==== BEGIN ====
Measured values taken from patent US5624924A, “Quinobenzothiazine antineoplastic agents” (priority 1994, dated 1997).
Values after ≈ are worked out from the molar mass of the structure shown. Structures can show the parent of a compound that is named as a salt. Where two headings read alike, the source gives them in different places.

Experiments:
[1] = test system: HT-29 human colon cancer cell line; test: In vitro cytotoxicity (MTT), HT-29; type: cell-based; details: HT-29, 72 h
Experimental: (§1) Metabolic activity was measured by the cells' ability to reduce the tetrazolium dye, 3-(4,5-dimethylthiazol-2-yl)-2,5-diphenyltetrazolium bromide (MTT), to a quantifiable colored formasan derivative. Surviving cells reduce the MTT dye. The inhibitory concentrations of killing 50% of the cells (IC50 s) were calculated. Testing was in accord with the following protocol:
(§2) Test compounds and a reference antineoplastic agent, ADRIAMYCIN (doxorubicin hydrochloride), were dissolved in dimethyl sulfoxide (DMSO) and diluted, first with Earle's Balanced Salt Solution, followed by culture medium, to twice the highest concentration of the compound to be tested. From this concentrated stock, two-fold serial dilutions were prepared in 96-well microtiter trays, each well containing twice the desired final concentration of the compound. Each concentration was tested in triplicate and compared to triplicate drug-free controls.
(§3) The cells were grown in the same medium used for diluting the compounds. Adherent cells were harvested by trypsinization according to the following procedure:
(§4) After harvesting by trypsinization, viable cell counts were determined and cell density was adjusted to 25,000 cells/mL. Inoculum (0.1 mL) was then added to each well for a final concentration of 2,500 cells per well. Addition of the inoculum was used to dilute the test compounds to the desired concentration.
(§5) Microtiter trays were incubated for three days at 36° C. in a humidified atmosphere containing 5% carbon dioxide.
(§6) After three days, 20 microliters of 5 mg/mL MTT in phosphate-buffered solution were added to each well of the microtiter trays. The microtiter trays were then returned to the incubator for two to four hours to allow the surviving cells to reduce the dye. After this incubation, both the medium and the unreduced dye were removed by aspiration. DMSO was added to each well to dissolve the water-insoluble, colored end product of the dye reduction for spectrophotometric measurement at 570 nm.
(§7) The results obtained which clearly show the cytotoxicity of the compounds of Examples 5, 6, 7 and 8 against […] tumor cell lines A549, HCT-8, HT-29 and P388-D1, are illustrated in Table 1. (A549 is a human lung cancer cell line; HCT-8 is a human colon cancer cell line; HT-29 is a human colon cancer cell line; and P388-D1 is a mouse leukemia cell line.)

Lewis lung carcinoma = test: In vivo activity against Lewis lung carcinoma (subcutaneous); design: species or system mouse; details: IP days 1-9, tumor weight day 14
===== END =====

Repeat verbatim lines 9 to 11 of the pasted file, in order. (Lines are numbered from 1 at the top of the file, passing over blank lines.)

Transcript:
(§5) Microtiter trays were incubated for three days at 36° C. in a humidified atmosphere containing 5% carbon dioxide.
(§6) After three days, 20 microliters of 5 mg/mL MTT in phosphate-buffered solution were added to each well of the microtiter trays. The microtiter trays were then returned to the incubator for two to four hours to allow the surviving cells to reduce the dye. After this incubation, both the medium and the unreduced dye were removed by aspiration. DMSO was added to each well to dissolve the water-insoluble, colored end product of the dye reduction for spectrophotometric measurement at 570 nm.
(§7) The results obtained which clearly show the cytotoxicity of the compounds of Examples 5, 6, 7 and 8 against […] tumor cell lines A549, HCT-8, HT-29 and P388-D1, are illustrated in Table 1. (A549 is a human lung cancer cell line; HCT-8 is a human colon cancer cell line; HT-29 is a human colon cancer cell line; and P388-D1 is a mouse leukemia cell line.)